To the Big Picture!

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The Big Picture is a monthly publication from the Principal and senior leadership of Emmanuel Christian School. The Big Picture aims to provide an overview of the school and the direction we see it going in line with our mission and vision. It’s a place where you can also learn more about how the school runs on a day to day basis. 

You’ll hear from our thought leaders about what they think is important and why. It’s a place for careful engagement with the world and our wider community. It’s a place to sit down and read long-form not just in short sound bytes. We hope that you enjoy learning more about your school as we seek to open your child’s mind to life’s possibilities.

This month we hear from;

  1. Best practice changes… by Scott Winkler

  2. Old dog new tricks… by Annie Joy

  3. The next education revolution… by Drew Roberts

Best practice changes

Children are a heritage from the Lord, offspring a reward from him.
— Psalm 127:3

My family, as you may be aware, is preparing for the wedding of our eldest child. We could not be more blessed with our future son-in-law. It is still a deeply challenging place to be as we consider Amy leaving home and getting married to Joe. Reality can be difficult to deal with. Even though she has a Science Degree and a Masters Degree and is on the Dean’s Honour Roll and a Golden Key Member, Amy is still one of my children. It amazes me how our children are so central to us and how we think.

Children. They unite us as a school and are our heartfelt reason to get out of bed in the morning. Teachers, admin, aides, groundsmen, parents, grandparents, guardians, bus drivers and others - we all want the best for the children in our care.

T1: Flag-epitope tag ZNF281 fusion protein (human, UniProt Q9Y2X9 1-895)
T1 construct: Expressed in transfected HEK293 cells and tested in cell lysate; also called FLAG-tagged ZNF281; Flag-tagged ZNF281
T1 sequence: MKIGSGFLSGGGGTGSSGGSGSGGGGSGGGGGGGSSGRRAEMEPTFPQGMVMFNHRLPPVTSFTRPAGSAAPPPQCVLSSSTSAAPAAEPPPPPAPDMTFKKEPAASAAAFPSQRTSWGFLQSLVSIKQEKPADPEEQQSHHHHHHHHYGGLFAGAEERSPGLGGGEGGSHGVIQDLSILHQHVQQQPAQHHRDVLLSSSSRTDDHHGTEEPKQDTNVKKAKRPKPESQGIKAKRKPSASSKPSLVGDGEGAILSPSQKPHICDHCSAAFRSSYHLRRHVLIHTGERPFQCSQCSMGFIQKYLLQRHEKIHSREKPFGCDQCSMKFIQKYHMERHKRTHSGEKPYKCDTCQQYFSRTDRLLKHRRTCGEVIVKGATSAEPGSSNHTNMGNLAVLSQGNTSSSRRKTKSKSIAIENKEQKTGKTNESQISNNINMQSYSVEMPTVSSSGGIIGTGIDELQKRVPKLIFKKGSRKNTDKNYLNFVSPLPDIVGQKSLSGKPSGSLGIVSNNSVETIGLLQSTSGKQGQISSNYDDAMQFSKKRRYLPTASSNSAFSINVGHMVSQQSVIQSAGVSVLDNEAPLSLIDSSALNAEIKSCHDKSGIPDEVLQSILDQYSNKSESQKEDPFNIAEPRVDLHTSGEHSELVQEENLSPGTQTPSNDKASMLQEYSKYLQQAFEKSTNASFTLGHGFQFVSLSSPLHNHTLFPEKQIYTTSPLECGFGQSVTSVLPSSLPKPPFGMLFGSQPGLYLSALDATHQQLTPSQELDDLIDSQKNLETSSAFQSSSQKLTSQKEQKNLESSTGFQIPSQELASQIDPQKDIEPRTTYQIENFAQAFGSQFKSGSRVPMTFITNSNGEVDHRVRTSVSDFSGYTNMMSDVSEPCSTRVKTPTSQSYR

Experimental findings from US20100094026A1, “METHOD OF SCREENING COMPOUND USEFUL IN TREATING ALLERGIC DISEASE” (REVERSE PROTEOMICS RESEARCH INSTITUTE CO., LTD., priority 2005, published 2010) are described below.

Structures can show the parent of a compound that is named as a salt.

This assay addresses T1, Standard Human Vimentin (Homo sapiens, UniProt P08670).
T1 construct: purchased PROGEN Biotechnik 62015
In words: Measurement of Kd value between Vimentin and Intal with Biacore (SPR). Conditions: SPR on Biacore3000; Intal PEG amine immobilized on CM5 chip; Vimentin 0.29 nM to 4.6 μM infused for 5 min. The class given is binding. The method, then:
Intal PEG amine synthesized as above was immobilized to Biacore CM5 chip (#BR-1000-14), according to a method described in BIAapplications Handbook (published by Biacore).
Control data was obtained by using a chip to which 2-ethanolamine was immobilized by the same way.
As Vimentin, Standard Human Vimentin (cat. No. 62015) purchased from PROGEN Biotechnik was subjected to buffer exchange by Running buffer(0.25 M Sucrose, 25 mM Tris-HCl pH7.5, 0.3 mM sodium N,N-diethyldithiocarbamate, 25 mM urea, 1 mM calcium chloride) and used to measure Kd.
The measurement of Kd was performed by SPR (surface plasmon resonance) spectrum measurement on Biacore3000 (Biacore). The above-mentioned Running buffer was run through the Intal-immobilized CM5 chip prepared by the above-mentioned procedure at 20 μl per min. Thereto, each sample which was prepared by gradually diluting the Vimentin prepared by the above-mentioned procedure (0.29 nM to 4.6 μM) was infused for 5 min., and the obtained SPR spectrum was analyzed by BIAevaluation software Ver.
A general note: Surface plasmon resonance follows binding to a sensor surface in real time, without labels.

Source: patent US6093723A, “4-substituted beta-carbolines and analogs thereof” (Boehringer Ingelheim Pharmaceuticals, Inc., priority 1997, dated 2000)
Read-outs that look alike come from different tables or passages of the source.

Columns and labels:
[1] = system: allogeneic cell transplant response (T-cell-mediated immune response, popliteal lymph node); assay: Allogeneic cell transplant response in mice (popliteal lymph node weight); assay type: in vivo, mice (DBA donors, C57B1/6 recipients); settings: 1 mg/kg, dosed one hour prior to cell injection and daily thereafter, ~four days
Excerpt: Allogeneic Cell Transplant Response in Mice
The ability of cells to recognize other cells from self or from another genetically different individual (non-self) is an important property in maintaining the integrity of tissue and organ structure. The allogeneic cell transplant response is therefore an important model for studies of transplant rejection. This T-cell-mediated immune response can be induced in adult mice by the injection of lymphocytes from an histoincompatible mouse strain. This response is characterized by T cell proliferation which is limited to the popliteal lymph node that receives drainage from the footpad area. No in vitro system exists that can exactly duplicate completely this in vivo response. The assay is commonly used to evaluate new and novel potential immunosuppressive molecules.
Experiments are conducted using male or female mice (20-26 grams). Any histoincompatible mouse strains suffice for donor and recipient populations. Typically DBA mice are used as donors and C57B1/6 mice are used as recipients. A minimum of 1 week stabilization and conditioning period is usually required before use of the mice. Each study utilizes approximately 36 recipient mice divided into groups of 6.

Best practice changes - it needs to. What was necessary for children ten years ago was different from twenty years ago. It is different now - more than ever!

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SEQTA Engage and SEQTA Learn are online tools that some of you are using to connect with the work and pastoral care of ‘our’ children. SEQTA Engage is the parent portal and Learn is the student portal.

You may notice initially that there are some gaps around what teachers have / haven’t included. Please be assured that in the future, as we gain momentum with this platform, more content will be added as we aim to rely on this system more. Teachers will put class work, homework and results in SEQTA Teach, which then becomes available to parents and students. Comments on the students’ work by staff and the students themselves are available as soon as they are released.

Our aim is to move to a continuous reporting system using SEQTA Engage. Our goal, which may even come to pass next year, will be to stop the twice yearly school reports and only release a summary report with results. Why? Because, as with the change I started talking about, parents and students will always know where their progress is at and how they can improve. There will be no need to wait until the School Reports. Everything will be online and as up-to-date as possible. 

Parents will be able to deal with issues and concerns, celebrations and highlights, not in half-yearly packages, but as soon as they come up.

Parents can obtain their login for SEQTA Engage from the office by calling the school or emailing us. It is wonderful to be able to go on this journey into a new level of communication together.

Scott Winkler - Principal

Old Dog New Tricks

Staying relevant in the digital age!

You can teach a Labradoodle new tricks! So, if you’ve been reading my articles you will have seen my recommendations for more outside time (“getting hands dirty time”!), imaginative play and daydreaming away from technology for students. So, I thought it was time to address the elephant in the room – technology and its use in the classroom.

When I completed my Uni degree (BA with majors in Geography & Psychology and Dip Ed), I was required to submit an assignment which had been typed on a computer. Everything else was hand written. In my first years of teaching there wasn’t a computer in sight. When I was 30, and my children 4 and 7, I received an inheritance and bought our first home computer. A Pentium! I loved playing Solitaire on that old beast and writing the occasional poem or children’s stories. I wanted my children to get used to computers and they played numerous, very basic, games on them.